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Guerrilla marketing scheme gains attention, but will it lead to sales?

An eye-catching protest/flash-mob occurred outside an Apple, Inc. (AAPL) store in Sydney Australia.  Blogger Nate 'Blunty' Burr captured the whole incident on video, leading some to believe he may have been hired by whoever was behind the campaign.

I. All Aboard the Protest Bus

He describes, "All of a sudden a big black bus pulls up.  A bunch of people dressed in black pour out of said bus with protest signs and they start screaming 'Wake up!'"

"Perhaps it's some sort of guerilla marketing for a new SIRI feature," he deadpans, "SIRI, please send a screaming mob to me at work to me at 2 pm. BEW-DOOP!"


Well given Samsung Electronics Comp., Ltd.'s (KS:005930) upcoming Galaxy S3 launch and its recent history of mocking Apple's throng of followers, everyone sort of reached the forgone conclusion that the South Korean phonemaker was behind this.  After all, Samsung was likely a bit sore at the fact that Apple had succeeding in banning its tablet sales for a while in Australia, before the ruling was overturned.

But Samsung -- who some estimate is now the world's largest smartphone-maker, ahead of Apple -- denied crafting the stunt.  A spokesperson told the Australian newspaper The Age, "As a market leader in smartphones we think Australians have already woken up to the multitude of choices available, but kudos to whoever is behind the campaign."

II. The True Backer Shows Their Face

So if it wasn't Samsung who was it?

It turns out the noisy mob was the work of Research in Motion ltd. (TSE:RIM), makers of the BlackBerry smartphone.  RIM is currently working on preparing its brand-new QNX-based BlackBerry 10 smartphone operating system for the market.

RIM recently received a "wake up" of its own, recording its first quarterly loss in years.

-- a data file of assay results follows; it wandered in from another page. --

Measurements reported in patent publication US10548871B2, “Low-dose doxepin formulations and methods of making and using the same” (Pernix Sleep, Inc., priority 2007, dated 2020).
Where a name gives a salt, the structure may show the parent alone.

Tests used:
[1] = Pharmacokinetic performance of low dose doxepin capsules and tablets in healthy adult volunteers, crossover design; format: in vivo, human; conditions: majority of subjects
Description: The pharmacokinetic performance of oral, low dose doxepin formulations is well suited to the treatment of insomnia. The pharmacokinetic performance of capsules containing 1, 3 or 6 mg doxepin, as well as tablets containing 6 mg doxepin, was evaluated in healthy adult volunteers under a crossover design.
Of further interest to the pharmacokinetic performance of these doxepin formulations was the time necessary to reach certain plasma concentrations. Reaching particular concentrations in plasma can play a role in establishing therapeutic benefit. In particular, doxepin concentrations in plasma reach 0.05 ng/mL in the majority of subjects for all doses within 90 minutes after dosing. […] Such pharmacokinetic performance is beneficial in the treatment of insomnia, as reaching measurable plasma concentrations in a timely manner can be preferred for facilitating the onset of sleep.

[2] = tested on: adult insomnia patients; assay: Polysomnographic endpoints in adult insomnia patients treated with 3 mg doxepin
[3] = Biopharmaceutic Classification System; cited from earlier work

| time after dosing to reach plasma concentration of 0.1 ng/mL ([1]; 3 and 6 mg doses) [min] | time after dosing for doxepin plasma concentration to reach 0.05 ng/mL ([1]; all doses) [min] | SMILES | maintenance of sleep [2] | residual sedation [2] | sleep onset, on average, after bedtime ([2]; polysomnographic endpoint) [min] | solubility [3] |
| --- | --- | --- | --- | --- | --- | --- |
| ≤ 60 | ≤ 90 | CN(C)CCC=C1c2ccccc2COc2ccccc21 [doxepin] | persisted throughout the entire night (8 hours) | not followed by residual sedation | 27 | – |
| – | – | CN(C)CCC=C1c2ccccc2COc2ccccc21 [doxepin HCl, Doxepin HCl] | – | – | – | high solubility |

RIM wakeup
[Image Source: YouTube]

But with a new leader at the helm, the company is determined to stay independent and perhaps even give Apple, et al. a wake up call of its own.

RIM comments, "We can confirm that the Australian 'Wake Up' campaign, which involves a series of experiential activities taking place across Sydney and Melbourne, was created by RIM Australia."

Rim mob
[Image Source: YouTube]

The phonemaker promises it didn't pay off bloggers like Mr. Burr -- who has done in-depth past coverage for RIM -- to cover the mock protest.  The company assures, "Bloggers were not paid for this campaign or told what to say.  Neither RIM, nor any agencies on RIM's behalf, have ever paid Blunty."

The company has a webpage up promoting the viral campaign wake-up-australia.com.au.  The site has a countdown, which is currently ~422,450 seconds from completion, or about five days away.  RIM is expected to deliver a preview of the upcoming BlackBerry 10 in Australia at the end of the week.

The company does have a bit of a history of provocative ad campaigns backfiring.  Around this time last year RIM spent millions on a campaign for its PlayBook tablet, declaring "Amateur hour is over.

But reviews of the PlayBook embarassingly indicated that RIM's tablet was very much the "amateur hour" device compared to veteran designs like the iPad.  A year later, RIM is at it again, this time hoping for better results.

Sources: YouTube, RIM, The Age



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RE: BBOS 10 isn't here, nor a BBOS 10 phone!
By KakarotUSMC on 5/1/2012 7:59:35 PM , Rating: 2
Gosh Tony Swash, the fact that people crowd outside Apple shops (even for days before a new product launch) seems a bit creepy, don't you think? And they don't get "the crowds by just opening the doors" - that's due to marketing to people who place value in their Apple possession(s) status where perhaps that desire to own (and show everyone they know) the latest Apple electronic device begins to take on an unhealthy obsession?


By ritualm on 5/1/2012 8:03:35 PM , Rating: 2
Creepy? I think not. Fairly common in other places and locales. I've waited in line for less (read: non-Apple stuff).

Heck, I'm not sure if Apple needs to spend money on marketing anymore. Its products literally market themselves.


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